Mechanic: Resurrection suffers from a storyline and script that strains credulity and insults intelligence even by the low bar set by the majority of contemporary…
I want to tell you about a woman named Betty Brandenburg. You've not heard of her, but her passing must not go unremarked. I've written many times about the Conference on World Affairs at the University of Colorado at Boulder. She made it run. She dealt with the most impossible man in Colorado. She was a young widow who raised two children on her own. I met her the first year I went to Boulder, in 1969, and saw her the last time a few years ago at one of the annual Wednesday night dinners our little group held at the Red Lion Inn.
Are you wondering why I'm telling you this? Is this only something personal with me? Why am I involving you? Maybe it's because of a piece I wrote not long ago, about when we die the most important thing we leave behind is our memory, and when those who remember us die, then we are truly dead. I remember Betty.
She was short, plump and merry. She almost always wore bright red, and red was the color everywhere in her house. She raised Karl and Kaye and they were happy and successful. She always had two or three big dogs around. In the 1980s she bought a house in the country north of town, so the dogs would have room to roam.
Most of the visitors to CWA live with a local family, their "houser," and Betty was my houser, first in Boulder in the brick house on Lincoln and then out in the country. She confided in me that when I was doing a lot of drinking in the 1970s and coming home late, some of my housers had worried. That's why she took me in. Something like that didn't bother Betty.
Her full time job was as secretary for Howard Higman, a professor of sociology and the founder of the Conference. When I say "full time job," I mean 24-7. Night after night during a conference, the phone would ring at 2 or 3, and Betty's voice could he heard through the wall, calming Howard during one of his tantrums. Howard was no doubt a brilliant man, but as I said, an impossible one. He was Falstaffian, he wore a famous coat of many colors, he ranted and roared, and once got into a duel on his own staircase--his oak stick against a visitor's sword-cane.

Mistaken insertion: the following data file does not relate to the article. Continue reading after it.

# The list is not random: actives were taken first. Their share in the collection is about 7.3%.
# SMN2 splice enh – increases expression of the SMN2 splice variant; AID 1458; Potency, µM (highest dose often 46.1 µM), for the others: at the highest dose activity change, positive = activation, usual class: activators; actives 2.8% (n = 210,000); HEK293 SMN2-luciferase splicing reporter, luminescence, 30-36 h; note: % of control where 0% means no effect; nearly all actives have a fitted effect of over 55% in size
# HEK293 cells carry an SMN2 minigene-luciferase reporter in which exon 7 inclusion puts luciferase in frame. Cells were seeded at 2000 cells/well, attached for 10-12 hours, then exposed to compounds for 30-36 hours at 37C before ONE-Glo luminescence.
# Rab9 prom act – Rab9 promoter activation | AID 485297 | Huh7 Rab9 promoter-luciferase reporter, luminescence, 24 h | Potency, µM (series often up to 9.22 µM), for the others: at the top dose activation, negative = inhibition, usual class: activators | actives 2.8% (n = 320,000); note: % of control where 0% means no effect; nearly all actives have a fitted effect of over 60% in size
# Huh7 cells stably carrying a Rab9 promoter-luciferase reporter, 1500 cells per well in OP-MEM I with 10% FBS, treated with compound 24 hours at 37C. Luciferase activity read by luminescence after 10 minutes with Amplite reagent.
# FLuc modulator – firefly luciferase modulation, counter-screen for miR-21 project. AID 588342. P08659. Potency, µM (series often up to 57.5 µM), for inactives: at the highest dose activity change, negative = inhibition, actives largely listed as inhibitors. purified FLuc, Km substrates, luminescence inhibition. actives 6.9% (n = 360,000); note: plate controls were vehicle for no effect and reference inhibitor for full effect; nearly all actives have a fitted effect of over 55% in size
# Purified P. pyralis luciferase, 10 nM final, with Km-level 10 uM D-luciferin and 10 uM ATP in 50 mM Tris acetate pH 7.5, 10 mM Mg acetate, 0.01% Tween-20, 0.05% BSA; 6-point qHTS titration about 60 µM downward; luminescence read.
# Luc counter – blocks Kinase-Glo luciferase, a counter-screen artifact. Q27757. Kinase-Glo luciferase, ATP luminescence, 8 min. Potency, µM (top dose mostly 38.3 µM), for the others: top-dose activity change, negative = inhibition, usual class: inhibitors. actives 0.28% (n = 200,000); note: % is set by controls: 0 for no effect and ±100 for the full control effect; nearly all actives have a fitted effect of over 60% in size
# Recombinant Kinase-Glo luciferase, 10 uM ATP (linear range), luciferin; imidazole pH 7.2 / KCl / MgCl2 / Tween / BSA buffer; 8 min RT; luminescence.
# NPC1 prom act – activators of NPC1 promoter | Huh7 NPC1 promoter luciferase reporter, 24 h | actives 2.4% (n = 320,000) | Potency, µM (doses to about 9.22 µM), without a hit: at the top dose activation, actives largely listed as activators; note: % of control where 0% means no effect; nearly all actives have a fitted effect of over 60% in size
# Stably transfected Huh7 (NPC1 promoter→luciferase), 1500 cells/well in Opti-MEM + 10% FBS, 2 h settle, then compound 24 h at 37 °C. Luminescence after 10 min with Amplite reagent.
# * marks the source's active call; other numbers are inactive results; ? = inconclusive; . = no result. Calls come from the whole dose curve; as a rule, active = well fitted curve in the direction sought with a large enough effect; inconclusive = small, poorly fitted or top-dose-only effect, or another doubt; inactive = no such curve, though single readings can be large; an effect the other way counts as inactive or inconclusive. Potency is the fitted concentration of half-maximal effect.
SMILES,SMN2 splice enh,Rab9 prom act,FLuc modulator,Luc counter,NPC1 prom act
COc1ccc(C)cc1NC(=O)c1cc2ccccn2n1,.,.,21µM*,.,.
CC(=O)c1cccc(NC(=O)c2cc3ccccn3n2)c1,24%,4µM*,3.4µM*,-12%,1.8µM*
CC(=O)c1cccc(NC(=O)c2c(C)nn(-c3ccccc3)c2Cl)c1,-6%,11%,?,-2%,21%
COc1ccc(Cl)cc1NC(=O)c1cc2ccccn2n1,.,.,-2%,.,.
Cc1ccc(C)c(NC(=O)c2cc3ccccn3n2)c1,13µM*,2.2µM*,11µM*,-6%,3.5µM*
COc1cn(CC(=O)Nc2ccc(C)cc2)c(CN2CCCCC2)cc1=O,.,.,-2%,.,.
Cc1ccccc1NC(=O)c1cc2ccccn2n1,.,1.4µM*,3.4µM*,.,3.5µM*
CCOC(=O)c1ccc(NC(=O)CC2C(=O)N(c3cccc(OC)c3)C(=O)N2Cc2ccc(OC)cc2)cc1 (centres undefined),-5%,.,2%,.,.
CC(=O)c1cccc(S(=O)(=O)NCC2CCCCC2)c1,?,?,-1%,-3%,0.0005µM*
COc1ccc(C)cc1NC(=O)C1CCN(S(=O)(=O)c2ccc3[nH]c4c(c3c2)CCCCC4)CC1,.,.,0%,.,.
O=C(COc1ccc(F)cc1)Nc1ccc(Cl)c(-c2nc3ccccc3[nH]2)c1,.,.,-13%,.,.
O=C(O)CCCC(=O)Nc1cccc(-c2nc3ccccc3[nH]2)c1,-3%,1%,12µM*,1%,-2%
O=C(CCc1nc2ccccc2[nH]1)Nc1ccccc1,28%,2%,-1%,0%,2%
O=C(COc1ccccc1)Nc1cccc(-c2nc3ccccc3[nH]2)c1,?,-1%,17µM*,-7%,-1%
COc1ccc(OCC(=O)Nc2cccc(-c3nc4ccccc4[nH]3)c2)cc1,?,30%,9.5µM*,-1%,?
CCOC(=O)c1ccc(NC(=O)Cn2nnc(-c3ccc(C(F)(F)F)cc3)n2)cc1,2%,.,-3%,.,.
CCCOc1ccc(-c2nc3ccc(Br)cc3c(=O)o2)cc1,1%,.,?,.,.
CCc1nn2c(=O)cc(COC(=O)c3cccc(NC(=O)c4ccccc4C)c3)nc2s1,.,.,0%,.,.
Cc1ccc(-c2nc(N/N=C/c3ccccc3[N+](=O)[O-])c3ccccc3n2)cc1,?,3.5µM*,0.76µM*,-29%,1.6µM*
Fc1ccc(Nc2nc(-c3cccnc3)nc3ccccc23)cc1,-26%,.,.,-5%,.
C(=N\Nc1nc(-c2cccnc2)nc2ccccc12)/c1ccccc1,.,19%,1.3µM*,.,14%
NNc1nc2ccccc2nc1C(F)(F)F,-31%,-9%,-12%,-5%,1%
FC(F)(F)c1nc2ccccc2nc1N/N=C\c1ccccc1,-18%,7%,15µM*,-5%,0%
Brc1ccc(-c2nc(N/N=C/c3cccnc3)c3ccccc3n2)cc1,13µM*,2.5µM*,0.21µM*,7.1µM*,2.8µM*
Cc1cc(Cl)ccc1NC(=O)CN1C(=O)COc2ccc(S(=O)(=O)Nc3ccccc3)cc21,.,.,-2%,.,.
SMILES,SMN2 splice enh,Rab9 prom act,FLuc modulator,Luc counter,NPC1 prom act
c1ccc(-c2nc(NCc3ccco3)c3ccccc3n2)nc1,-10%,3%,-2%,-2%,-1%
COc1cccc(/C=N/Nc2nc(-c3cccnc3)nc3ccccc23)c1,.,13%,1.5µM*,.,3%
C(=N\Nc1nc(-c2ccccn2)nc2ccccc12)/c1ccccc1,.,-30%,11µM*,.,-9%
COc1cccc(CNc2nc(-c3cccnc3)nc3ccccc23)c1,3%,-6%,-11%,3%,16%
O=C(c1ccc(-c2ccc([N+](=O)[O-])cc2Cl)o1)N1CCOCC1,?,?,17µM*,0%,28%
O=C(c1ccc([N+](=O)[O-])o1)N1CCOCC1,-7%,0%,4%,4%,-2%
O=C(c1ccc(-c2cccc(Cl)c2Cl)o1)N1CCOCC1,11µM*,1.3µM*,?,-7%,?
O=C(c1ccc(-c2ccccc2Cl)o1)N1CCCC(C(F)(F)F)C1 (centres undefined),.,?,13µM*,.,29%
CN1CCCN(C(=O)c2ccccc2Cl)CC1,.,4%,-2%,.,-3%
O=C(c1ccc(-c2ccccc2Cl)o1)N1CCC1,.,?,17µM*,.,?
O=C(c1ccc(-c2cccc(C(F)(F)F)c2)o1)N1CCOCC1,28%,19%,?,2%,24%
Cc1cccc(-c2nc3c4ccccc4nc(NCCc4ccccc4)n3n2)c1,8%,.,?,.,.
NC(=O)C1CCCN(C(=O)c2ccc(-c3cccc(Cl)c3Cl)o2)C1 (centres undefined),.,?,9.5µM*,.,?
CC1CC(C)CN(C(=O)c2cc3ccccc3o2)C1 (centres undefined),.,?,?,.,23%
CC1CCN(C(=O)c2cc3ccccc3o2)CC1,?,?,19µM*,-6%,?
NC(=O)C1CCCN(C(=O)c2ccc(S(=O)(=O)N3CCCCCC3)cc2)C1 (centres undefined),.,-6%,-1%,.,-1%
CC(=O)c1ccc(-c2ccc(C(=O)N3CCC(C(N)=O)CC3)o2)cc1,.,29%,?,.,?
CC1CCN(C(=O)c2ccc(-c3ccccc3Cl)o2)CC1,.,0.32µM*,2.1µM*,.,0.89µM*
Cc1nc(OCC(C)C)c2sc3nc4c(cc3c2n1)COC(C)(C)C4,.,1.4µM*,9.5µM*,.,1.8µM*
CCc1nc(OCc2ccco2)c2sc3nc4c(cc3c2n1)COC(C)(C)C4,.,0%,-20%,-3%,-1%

Enough about Howard. Betty was the diplomat. She knew everyone and everyone knew her. She worked with the committee to arrange meetings, housing, transport, volunteers to meet guests at the airport. There was a dinner for everyone every night at a different big house in town, and Friday night was "Betty's dinner." She, her sister and some local friends did all the food. In their own kitchens, they made Caesar salad, lasagna, garlic bread and butterscotch chip cookies. It was held a huge Victorian mansion up on a hill, the city lights twinkling beneath.
"Take your shower tonight," she told me on the first Thursday night I stayed with her. "The tub is off limits on Fridays." They scrubbed it carefully and filled it with romaine, which they washed before throwing in Mandarin oranges, bags of croutons and Betty's special salad dressing. They transported it to the party in big plastic garbage bags.
Her crew took over the kitchen, which was on the route from the dining room to the bar. There were always a few drunks who set up shop midway. That was okay. It was a pretty free-wheeling conference. Betty used her observation post to stay updated on every scrap of gossip and scandal, every affair, every new outrage by Howard.
To tell you the truth I don't know if Betty was a college graduate. I realize now she must have been. We had so many talks, so many dinners together, so many midnight de-briefings, but it never came up. She was a specialist in human beings. She had a way of being amused by what she called "Roger's characters"--buddies like Jay Robert Nash and John McHugh who I got invited to the Conference. One year St. Patrick's Day fell on our Wednesday and McHugh tucked a $20 bill into the accordion player's vest pocket and instructed him, "Keep on playin' Danny Boy until that runs out."